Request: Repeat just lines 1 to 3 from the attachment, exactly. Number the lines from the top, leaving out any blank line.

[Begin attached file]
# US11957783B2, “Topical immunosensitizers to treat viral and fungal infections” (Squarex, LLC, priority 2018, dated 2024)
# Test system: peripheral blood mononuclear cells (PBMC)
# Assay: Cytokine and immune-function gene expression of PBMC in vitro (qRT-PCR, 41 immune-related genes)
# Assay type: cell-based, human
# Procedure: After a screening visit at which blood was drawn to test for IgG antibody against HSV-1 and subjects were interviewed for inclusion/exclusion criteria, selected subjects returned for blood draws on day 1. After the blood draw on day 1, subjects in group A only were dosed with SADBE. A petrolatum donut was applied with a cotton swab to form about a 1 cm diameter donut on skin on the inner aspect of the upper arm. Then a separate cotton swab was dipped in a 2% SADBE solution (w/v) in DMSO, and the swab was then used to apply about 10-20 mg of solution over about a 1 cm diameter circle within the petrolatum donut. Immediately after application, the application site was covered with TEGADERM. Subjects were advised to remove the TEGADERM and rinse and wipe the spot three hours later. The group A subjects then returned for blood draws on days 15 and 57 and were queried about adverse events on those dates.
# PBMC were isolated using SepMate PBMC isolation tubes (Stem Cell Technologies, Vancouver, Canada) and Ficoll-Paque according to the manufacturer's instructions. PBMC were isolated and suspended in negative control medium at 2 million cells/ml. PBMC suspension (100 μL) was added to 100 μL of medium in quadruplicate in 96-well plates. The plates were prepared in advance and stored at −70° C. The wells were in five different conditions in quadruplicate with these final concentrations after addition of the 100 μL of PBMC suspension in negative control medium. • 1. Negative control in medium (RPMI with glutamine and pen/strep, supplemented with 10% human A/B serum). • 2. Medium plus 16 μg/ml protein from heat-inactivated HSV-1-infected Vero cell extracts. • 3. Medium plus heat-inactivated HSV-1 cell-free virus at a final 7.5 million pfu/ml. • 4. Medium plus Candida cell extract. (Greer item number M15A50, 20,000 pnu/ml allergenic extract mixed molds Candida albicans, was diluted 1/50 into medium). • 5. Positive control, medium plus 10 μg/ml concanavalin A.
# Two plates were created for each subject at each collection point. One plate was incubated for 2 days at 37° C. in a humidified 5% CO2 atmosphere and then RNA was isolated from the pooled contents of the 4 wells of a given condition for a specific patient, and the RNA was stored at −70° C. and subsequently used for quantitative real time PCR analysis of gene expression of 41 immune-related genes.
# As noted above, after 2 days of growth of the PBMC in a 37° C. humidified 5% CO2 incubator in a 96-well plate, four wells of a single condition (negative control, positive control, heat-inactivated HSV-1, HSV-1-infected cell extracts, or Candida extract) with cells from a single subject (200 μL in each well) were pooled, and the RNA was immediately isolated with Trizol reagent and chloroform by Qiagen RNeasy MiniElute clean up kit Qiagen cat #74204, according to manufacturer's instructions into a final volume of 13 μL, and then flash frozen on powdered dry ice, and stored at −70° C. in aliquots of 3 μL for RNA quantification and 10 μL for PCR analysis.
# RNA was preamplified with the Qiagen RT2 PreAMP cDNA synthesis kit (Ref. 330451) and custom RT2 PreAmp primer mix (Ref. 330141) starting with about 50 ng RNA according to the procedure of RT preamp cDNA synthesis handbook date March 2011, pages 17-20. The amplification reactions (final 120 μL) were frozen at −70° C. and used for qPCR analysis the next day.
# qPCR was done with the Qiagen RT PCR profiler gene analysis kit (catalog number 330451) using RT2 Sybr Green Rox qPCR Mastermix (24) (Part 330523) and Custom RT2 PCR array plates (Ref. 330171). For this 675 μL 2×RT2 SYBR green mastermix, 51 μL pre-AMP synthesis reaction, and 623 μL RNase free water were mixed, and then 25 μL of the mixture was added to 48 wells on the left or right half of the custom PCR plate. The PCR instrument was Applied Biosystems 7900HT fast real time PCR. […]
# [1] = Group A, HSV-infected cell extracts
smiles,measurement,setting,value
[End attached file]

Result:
# US11957783B2, “Topical immunosensitizers to treat viral and fungal infections” (Squarex, LLC, priority 2018, dated 2024)
# Test system: peripheral blood mononuclear cells (PBMC)
# Assay: Cytokine and immune-function gene expression of PBMC in vitro (qRT-PCR, 41 immune-related genes)